Inspiring Girls Expeditions provides this list to offer some ideas for you should you be ineligible due to age or gender, or if you simply were not chosen for this year's team (please keep trying if you remain eligible!). We are not affiliated with these programs, and do not necessarily advocate these over other programs. This is just a sampling to get you started thinking about different opportunities! We wish you luck in following your passion!
The BRIGHT Girls program is a hands-on learning experience where girls do authentic science in the field and laboratory alongside scientists. In Fairbanks, girls explore salmon and the rivers where they live, while in Juneau, girls explore harbor seals and the glacial fjord habitat. Come join us to navigate rivers or fjords, learn new skills, have outdoor adventures, and make new friends! Bright Girls is a non-residential program, so applicants must live in either location or have friends or family who can host them. Girls who are rising 9th-12th graders are eligible.
Alaska Summer Research Academy
The Alaska Summer Research Academy (ASRA) is a fun two week academic experience offered by the College of Natural Science and Mathematics in cooperation with the University of Alaska Fairbanks (UAF) and industry partners. ASRA provides an opportunity for students in grades 8-12 to live on the UAF campus and work with university faculty, staff, and industry professionals. Field research is often part of the experience. Learning happens quickly when a student is deeply engaged in the subject matter. If the topic is interesting and challenging, and the student is allowed to interact and play to discover their own solutions and answers, learning will be deep and rewarding. ASRA emphasizes exploration and creativity as part of the learning process.
Student Conservation Association
The SCA provides high school students, college students, and others with meaningful conservation service internships and other outdoor/environmental/scientific opportunities. There are incredible opportunities in this program for being a part of a trail crew, a science field assistant, leading high school crews, and tons more! Take the time to look through their website. This is a great introduction to conservation/recreation focused government agencies like the National Park Service, US Fish and Wildlife Service, and Bureau of Land Management.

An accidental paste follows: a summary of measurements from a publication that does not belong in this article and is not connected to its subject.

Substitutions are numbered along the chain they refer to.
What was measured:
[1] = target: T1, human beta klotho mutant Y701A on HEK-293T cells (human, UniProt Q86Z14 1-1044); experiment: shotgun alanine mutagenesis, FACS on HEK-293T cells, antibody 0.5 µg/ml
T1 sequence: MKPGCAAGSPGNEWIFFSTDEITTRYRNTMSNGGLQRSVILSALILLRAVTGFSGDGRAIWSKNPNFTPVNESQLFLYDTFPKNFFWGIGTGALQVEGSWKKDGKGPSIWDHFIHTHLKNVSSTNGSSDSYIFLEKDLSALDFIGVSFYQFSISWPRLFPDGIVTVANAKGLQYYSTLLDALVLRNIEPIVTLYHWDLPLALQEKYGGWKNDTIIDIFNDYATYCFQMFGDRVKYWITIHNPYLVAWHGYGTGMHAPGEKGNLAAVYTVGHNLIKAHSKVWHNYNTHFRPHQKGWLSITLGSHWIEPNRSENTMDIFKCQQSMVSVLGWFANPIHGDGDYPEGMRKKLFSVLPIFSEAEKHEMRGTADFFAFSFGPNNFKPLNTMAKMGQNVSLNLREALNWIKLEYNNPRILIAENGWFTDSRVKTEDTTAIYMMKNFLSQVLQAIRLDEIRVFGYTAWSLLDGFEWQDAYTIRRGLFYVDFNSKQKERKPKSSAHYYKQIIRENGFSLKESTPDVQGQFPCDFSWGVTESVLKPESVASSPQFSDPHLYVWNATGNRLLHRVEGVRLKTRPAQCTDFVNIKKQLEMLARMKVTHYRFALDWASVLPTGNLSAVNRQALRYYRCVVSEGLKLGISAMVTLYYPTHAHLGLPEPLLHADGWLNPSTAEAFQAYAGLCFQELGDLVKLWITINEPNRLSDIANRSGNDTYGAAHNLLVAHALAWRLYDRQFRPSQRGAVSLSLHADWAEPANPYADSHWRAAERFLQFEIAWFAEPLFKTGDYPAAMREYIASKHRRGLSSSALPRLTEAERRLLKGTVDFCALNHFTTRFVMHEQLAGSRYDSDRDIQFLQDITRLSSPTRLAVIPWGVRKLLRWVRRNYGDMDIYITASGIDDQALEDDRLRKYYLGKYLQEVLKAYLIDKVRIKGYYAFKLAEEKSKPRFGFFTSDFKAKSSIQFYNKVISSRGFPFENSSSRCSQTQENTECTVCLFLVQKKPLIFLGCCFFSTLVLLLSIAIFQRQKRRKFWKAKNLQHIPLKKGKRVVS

Juneau Icefield Research Project
The American Geographic Society established the Juneau Icefield Research Project (JIRP) in the late 1940s to study glacial formation, botany, geology and many other related topics. Presently, the Foundation for Glacier and Environmental Research manages this project, continuing research while providing combined academic and field training for educators, university students and high school students. Evolving from Dr. Maynard Miller’s search to find a prototype area to study Alaska’s coastal glaciers and trends in climatic change, the foundation encourages young scientists to integrate academic learning with field experience. Every summer students and scientists pursue research on the Juneau Icefield at several of the fifteen permanent icefield camps, some of which are visible from flights over the icefield. Aided by skis and crampons, participants cross the icefield from Juneau to Atlin, British Columbia, and conduct field investigations focusing on the effects of climate change on the icefield. Many of the program’s alumni have pursued careers related to research in the natural sciences. Typically runs July 1 – August 24.
North Cascades Institute
From four-day retreats to free half-day paddles, there are many ways to participate in the North Cascades Institute programs. Learn the natural and cultural history of the region on a field seminar or join them for a one-night speaker series event at the Learning Center. The Learning Center Day Trips are free, half-day adventures in the North Cascades. There are also internship and other opportunities available. For example, they have the mountain school internship program, a paid position, where you teach 5th grade science and environmental education.
Alaska Wrangell Mountains Field Studies
The Alaska Wrangell Mountains Field Studies in Alaska is an intensive, field-based, and interdisciplinary academic course in environmental studies. Our study area is in the middle of the world’s largest complex of internationally protected wilderness lands. Glaciation, volcanism, erosion and ecological succession are exposed and active, making it an ideal natural laboratory in which to study Alaska’s dynamic landscapes, while the history of preservation and development of this region provide a rich example of environmental history and policy. The isolated community of McCarthy, which existed before park creation and now finds itself within the largest national park in the USA, is our home base. Here the intersection of rapid environmental change, national conservation policy, and subsistence livelihoods are part of daily life, engaging students as investigators and participants in nuanced park-people conflicts as well as small-scale solutions to living off-grid in community.